Buyer Wonders How to Structure an Owner Financing Offer – If the Owner Will Carry, What Should You Do?
If you’re a buyer right now, it really behooves you to know how to structure a seller financing offer. In the live deal that I’m sharing with you below, the buyers specifically looked for properties that were owned free and clear (there was no mortgage on the property) and zeroed in. Here’s the conversation in a nutshell:
I saw your website while searching for a way to put together a deal to purchase a home. My husband and I are the buyers and have found a lake home in north Georgia that we would like to buy and we have a great realtor. The seller is willing to owner finance the home for 10 years @ 6% with a 30 yr amortization but wants more of a down payment than we have at this time. We have a great income but a few years ago through a failed business we damaged our credit. We have spoken to a mortgage broker and we qualify for the new FHA loans with our income and even with our credit but last september my husband became self employed and they need 2 years on the tax return before the underwriters will do the loan.
So, we are searching for a creative way to raise the cash for the down payment he is wanting. Is it likely that we might structure a note for the cash needed in the form of a second and then sell it at closing to raise the funds? You might have some other ideas that we could try ? Like I said before we have the income to support this home but we just do not have the cash.
Thanks in advance for your help.
We chatted on the phone and by email so I could get a very clear picture of the needs and objectives of all parties, and then I responded below with what I would have the listing agent (who will double end this deal) submit to the seller:
Great talking to you again. So here’s the recap:
Purchase Price: $675,000
Down Payment: $20,000
Face Value of Note: $655,000
Interest Rate: 6%
Amortized Over: 360
Due In: 120
Monthly Payment: $3,927.06
In light of the low down payment, property to be placed in a 2 party trust to give the seller the ability to regain possession of the property through eviction (as if buyers were tenants) instead of foreclosure upon any buyer default. The buyers will be able to take all the usual mortgage interest write-offs.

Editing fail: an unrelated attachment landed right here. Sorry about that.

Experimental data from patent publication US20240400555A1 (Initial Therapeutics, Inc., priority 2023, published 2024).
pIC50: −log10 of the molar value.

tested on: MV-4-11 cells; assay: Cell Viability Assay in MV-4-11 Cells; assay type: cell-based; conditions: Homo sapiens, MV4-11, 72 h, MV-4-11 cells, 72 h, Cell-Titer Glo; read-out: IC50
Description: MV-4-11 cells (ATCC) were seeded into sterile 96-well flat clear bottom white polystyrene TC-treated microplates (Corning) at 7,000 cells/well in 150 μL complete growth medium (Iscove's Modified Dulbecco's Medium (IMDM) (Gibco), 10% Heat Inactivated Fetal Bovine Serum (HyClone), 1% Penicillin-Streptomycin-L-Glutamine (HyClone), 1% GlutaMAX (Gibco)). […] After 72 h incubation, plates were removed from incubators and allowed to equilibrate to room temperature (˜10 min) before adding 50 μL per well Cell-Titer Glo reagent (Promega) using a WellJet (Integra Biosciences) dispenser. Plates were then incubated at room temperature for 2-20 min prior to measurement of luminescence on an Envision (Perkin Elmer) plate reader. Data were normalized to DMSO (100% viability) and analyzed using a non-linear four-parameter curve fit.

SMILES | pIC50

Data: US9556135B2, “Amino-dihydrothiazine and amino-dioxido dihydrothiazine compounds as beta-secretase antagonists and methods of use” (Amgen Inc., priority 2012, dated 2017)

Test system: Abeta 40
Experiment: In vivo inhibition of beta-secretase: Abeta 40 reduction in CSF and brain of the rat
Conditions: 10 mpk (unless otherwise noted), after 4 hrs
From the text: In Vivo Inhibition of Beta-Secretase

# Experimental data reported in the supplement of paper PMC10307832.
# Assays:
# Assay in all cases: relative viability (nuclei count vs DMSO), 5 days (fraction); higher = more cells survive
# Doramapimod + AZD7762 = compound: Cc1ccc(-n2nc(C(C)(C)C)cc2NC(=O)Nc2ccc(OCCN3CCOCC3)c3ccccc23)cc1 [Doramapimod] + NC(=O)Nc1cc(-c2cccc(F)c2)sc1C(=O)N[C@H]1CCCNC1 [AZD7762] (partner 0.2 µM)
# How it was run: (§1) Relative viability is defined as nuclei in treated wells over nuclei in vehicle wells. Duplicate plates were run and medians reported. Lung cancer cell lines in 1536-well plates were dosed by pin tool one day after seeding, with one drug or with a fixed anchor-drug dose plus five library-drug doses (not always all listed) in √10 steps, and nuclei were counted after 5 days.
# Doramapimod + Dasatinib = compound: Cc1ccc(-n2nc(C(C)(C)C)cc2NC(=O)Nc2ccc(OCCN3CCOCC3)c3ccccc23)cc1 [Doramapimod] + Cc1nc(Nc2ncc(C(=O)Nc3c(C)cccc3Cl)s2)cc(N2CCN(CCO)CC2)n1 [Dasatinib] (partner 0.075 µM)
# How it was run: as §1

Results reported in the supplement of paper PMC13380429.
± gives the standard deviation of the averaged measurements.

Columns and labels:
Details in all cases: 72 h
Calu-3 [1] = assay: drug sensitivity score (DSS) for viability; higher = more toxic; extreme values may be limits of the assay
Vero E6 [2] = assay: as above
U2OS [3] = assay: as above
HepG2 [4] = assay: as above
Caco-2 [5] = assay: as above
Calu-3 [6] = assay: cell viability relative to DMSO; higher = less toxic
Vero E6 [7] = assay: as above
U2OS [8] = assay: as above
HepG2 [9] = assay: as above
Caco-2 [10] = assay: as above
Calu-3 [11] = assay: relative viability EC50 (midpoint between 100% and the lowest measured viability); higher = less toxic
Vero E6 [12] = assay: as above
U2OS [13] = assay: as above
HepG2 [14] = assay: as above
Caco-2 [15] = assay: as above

Property to be purchased “As Is” (no requests for repairs or warranties)
Escrow to close in 21 days (likely sooner)
Just after close of the first escrow, I will buy a portion of the note.
I will bring $75,000 to the closing table in exchange for either:
- the first 24 payments of $3,927.06 OR
- half of each payment ($1,963.53) for the first 67 payments
If the seller accepts the first option, he will get:
- Buyer’s down payment: $20,000
- My note purchase: $75,000
- TOTAL: $95,000
- Estimated closing costs (if agents will take 4% total commission): $50,000 (trust, title, escrow/atty)
- At closing: $45,000
Two years from now the note will still have a balance of $638,416.82, he will start receiving the payments:
- $3,927.06 for 96 payments: $376,997.76
- When the balloon pays off in 10 years, he will get $548,140.82
- Grand total to seller: $970,138.58
OK, so there’s my pitch. Please feel free to have the agent and/or seller call me regarding any questions they may have.
Best of luck!
Is it risky? Is it a risk for a Seller to carry a note of 80% on a Residential lot in a gated community worth $1.million. This buyer who wants the note to be carried plans to build a home on this property work $1.million+. Wouldn’t the Seller/Note carrier be at risk if this buyer defaults on construction loan? Or a possible mechanics lien on the property during construction of home? This market in California is so volatile this scenario could possibly happen. I believe that if it were to happen the Sellers claim to the property on the note would not override claims by mechanics/construction liens and he could eventually risk loss of property and his investment entirely? Would this be the case?